When we look at the popular writings for this time of a “scientific”, scholarly, and philosophical nature, we find their mention of sexual desire and activity to be much along these same philosophies of the then past and present. But when it came to controlling these behaviors, the physical procedures needed to change or modify the human behavior were important. These dictionaries commonly explained to their readers the purpose of the castration, clitorectomy and infibulation. Treating this as a fair non-preferential human sexual topic, men’s need for these processes were explained almost as fairly as the women’s need for their equivalents.
The more historical nature of the need to control male in Western societies led this particular philosophy along a different route than the same for a woman’s “lack of control.” The religious influences now prevail, and the notion of prostitution and infidelity become important concepts by the 1770s, as the philosophy of controlling sexual vigor finally reached at state that was desperately in need of change.
In the late 1760s and 1770s, two common themes prevailed for writings pertaining to women–circumcision and infibulation. For men, these two terms could also relate, but the main means for controlling masculinity was castration, a practice by then atypical of western societies, except when the dire need for it exists, or when it becomes the result of an “accident”. By this time as well, the published notes about the practice of the same purportedly by Native Americans were in the public press. These behaviors reminded some of the nearly identical medical practices engaged in by African and some “Oriental” (including Middle Eastern or Muslim) communities.
During the 1780s and 1790s, this transition of infibulation into a mostly female related process continued to develop. Reminiscences of the ancient Greek and Roman practices of male infibulation are noted in the historical writings here and there, but as for the contemporary practice of this process, it was slowly becoming intended mostly if not only for women.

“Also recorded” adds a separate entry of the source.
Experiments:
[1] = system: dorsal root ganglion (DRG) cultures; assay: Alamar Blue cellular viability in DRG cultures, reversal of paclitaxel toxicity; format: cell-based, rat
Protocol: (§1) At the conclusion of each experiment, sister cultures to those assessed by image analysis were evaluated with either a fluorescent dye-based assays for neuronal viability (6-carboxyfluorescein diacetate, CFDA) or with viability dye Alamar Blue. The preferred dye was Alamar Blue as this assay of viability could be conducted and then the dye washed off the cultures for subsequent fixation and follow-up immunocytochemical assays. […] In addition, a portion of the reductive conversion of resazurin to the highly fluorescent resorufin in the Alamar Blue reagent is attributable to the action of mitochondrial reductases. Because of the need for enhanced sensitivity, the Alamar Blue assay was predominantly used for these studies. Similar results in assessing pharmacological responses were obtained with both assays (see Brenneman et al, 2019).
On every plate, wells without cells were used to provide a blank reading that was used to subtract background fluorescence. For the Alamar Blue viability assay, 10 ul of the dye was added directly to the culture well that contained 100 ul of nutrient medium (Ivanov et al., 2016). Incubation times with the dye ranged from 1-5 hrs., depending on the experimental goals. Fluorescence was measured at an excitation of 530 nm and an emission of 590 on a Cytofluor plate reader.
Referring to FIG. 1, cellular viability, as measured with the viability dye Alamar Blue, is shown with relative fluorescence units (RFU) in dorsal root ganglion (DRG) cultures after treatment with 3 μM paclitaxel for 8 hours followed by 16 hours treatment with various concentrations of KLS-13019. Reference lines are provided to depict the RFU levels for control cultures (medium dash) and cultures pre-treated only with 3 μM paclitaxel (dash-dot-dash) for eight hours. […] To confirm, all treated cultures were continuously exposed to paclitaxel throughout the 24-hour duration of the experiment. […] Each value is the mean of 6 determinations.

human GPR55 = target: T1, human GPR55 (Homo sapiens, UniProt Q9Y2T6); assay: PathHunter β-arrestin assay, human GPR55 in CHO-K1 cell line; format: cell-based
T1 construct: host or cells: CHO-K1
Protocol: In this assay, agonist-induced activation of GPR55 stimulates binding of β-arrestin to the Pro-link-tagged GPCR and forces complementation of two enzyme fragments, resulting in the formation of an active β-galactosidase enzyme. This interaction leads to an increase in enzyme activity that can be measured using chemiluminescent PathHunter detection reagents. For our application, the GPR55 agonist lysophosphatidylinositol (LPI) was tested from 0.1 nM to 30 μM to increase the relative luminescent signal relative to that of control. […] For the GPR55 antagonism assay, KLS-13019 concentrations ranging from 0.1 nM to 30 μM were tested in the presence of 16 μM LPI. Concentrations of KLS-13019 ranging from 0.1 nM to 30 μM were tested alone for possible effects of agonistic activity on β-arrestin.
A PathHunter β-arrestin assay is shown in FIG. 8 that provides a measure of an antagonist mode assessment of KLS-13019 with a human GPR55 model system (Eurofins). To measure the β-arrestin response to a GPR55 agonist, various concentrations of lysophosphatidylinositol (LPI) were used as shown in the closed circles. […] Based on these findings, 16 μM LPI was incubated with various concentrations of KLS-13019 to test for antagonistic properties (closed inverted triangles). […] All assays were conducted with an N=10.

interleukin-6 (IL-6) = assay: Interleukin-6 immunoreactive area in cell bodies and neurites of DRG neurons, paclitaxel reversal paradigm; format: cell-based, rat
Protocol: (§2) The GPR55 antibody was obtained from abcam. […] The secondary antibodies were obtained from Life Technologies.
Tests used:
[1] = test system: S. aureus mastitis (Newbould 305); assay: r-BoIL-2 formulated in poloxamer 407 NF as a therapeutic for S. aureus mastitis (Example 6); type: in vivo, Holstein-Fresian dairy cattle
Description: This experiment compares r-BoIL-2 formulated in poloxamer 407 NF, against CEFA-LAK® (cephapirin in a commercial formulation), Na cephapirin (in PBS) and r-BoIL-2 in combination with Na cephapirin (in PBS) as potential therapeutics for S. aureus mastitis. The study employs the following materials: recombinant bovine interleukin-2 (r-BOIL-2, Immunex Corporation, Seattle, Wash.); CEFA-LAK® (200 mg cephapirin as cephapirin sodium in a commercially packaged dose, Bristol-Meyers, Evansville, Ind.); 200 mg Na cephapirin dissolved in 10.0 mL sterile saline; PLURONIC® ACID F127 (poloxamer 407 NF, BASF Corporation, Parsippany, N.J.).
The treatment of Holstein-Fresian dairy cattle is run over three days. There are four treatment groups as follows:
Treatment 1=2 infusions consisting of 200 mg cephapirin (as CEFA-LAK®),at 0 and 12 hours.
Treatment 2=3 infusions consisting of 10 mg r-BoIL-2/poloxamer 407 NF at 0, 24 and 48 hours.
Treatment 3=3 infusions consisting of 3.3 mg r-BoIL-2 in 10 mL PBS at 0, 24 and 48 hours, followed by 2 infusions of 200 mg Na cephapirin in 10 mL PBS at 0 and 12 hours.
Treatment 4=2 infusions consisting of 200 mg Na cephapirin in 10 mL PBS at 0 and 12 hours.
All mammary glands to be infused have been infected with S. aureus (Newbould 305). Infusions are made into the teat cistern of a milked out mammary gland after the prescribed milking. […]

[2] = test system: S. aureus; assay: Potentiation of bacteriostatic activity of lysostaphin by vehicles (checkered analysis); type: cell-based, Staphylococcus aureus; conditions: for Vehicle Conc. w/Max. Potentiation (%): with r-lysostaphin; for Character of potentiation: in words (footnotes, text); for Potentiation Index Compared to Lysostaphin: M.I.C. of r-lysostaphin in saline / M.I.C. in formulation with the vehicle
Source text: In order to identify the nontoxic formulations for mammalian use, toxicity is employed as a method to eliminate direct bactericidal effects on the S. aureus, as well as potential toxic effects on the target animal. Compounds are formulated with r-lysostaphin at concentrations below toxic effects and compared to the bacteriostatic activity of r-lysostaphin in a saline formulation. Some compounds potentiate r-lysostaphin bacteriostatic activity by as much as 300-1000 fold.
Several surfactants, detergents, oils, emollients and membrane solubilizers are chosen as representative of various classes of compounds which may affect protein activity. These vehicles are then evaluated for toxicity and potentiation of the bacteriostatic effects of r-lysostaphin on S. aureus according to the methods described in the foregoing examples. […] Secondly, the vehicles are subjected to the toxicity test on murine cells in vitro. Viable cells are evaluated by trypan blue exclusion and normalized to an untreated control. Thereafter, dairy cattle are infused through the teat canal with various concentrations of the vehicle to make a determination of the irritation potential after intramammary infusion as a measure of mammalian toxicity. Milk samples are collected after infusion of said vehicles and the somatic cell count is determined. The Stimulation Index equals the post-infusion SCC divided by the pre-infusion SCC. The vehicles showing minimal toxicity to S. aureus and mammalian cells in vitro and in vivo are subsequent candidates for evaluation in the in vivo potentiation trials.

The male circumcision process now had its culturally defined places for being practiced, as well as infibulation, castration, “generation” or “degeneration”, and “skoptziism”. Their causes were different for the infibulation and clitorectomy procedures performed on women.
The Skoptzy are an unmentioned culture that thrived in certain parts of Eastern Europe. Yet they are the equivalent to the women of African engaged in the ritual process of clitorectomy and infibulation. They voluntarily undergo a ritual castration of external sexual organs, thus removing their ‘semenic’ power and reducing the “pleasure” sensing parts of their body, which otherwise might distract them from their cause and purpose.
To demonstrate their faith and their willing to adhere to its teaching about fidelity only to one, they undergo a ritualistic physical castration of both phallus, most of the scrotum, and its testicular contents. In modern societies, such as practice is rare, if it indeed still exists. Many modern “castrations” that are performed are engaged in medically, and for medical reason, using unusual chemical and pharmaceutical castration processes.
From a missionary pamphlet, for education of travelling missions students. (The small two-pointed spot is the belly button, beneath which is the belly and then pubic area (hair possibly included); the left and right lower parts are right and left thigh, respectively, with the skin creases and joints between these parts.)
In most of western European post-renaissance history, nearly every generation had one or a few reasons for considering a faith-proving intervention. The first and by far the broadest reason shared by cultures stems from the adolescent desire for promiscuity and sex, involving both genders. The second reason for genital modification, in terms of cultural beliefs, is the focus on the desire to control the mind and emotions, most often privately expressed in the form of “onanism”, as they termed it during the 19th century, or masturbation, as it is referred to today. Like the concerns for uncontrollable desire and promiscuity, the fear of “onanism” also pertained to both genders.
Whereas the above two sexual desires pertain to both genders, the third reason often given focuses on just the nature of the female body. It is considered the receptacle and instigator of the opposite sex. The desire to control it was important to the minds of community leaders.